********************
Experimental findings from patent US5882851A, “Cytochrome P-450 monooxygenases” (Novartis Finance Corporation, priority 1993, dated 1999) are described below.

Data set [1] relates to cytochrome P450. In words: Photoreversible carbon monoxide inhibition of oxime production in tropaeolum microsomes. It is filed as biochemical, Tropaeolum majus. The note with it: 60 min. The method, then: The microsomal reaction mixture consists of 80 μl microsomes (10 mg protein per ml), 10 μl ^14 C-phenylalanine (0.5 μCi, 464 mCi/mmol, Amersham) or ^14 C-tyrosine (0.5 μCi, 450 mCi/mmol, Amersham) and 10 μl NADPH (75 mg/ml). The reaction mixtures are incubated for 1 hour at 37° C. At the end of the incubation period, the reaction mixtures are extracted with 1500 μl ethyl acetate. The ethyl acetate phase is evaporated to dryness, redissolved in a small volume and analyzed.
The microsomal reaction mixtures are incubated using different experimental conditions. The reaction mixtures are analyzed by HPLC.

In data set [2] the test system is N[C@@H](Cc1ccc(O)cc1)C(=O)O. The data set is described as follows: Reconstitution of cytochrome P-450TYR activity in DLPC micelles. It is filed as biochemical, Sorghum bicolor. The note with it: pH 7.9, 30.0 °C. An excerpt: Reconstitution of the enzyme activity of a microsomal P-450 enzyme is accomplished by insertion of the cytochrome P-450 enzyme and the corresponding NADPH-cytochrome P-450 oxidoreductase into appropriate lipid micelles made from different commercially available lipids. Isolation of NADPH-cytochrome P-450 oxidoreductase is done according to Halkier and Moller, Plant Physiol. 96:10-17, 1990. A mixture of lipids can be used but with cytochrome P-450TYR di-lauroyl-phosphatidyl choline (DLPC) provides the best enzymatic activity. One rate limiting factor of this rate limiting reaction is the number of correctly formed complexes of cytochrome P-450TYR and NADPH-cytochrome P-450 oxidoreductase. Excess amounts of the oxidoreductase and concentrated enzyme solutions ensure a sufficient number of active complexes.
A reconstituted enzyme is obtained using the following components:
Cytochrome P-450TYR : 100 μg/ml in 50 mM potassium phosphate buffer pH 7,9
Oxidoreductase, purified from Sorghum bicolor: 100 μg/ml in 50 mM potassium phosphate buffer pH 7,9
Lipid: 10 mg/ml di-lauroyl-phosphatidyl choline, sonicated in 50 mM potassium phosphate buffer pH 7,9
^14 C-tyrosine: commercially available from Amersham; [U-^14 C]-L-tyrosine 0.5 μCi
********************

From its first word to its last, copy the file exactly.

Experimental findings from patent US5882851A, “Cytochrome P-450 monooxygenases” (Novartis Finance Corporation, priority 1993, dated 1999) are described below.

Data set [1] relates to cytochrome P450. In words: Photoreversible carbon monoxide inhibition of oxime production in tropaeolum microsomes. It is filed as biochemical, Tropaeolum majus. The note with it: 60 min. The method, then: The microsomal reaction mixture consists of 80 μl microsomes (10 mg protein per ml), 10 μl ^14 C-phenylalanine (0.5 μCi, 464 mCi/mmol, Amersham) or ^14 C-tyrosine (0.5 μCi, 450 mCi/mmol, Amersham) and 10 μl NADPH (75 mg/ml). The reaction mixtures are incubated for 1 hour at 37° C. At the end of the incubation period, the reaction mixtures are extracted with 1500 μl ethyl acetate. The ethyl acetate phase is evaporated to dryness, redissolved in a small volume and analyzed.
The microsomal reaction mixtures are incubated using different experimental conditions. The reaction mixtures are analyzed by HPLC.

In data set [2] the test system is N[C@@H](Cc1ccc(O)cc1)C(=O)O. The data set is described as follows: Reconstitution of cytochrome P-450TYR activity in DLPC micelles. It is filed as biochemical, Sorghum bicolor. The note with it: pH 7.9, 30.0 °C. An excerpt: Reconstitution of the enzyme activity of a microsomal P-450 enzyme is accomplished by insertion of the cytochrome P-450 enzyme and the corresponding NADPH-cytochrome P-450 oxidoreductase into appropriate lipid micelles made from different commercially available lipids. Isolation of NADPH-cytochrome P-450 oxidoreductase is done according to Halkier and Moller, Plant Physiol. 96:10-17, 1990. A mixture of lipids can be used but with cytochrome P-450TYR di-lauroyl-phosphatidyl choline (DLPC) provides the best enzymatic activity. One rate limiting factor of this rate limiting reaction is the number of correctly formed complexes of cytochrome P-450TYR and NADPH-cytochrome P-450 oxidoreductase. Excess amounts of the oxidoreductase and concentrated enzyme solutions ensure a sufficient number of active complexes.
A reconstituted enzyme is obtained using the following components:
Cytochrome P-450TYR : 100 μg/ml in 50 mM potassium phosphate buffer pH 7,9
Oxidoreductase, purified from Sorghum bicolor: 100 μg/ml in 50 mM potassium phosphate buffer pH 7,9
Lipid: 10 mg/ml di-lauroyl-phosphatidyl choline, sonicated in 50 mM potassium phosphate buffer pH 7,9
^14 C-tyrosine: commercially available from Amersham; [U-^14 C]-L-tyrosine 0.5 μCi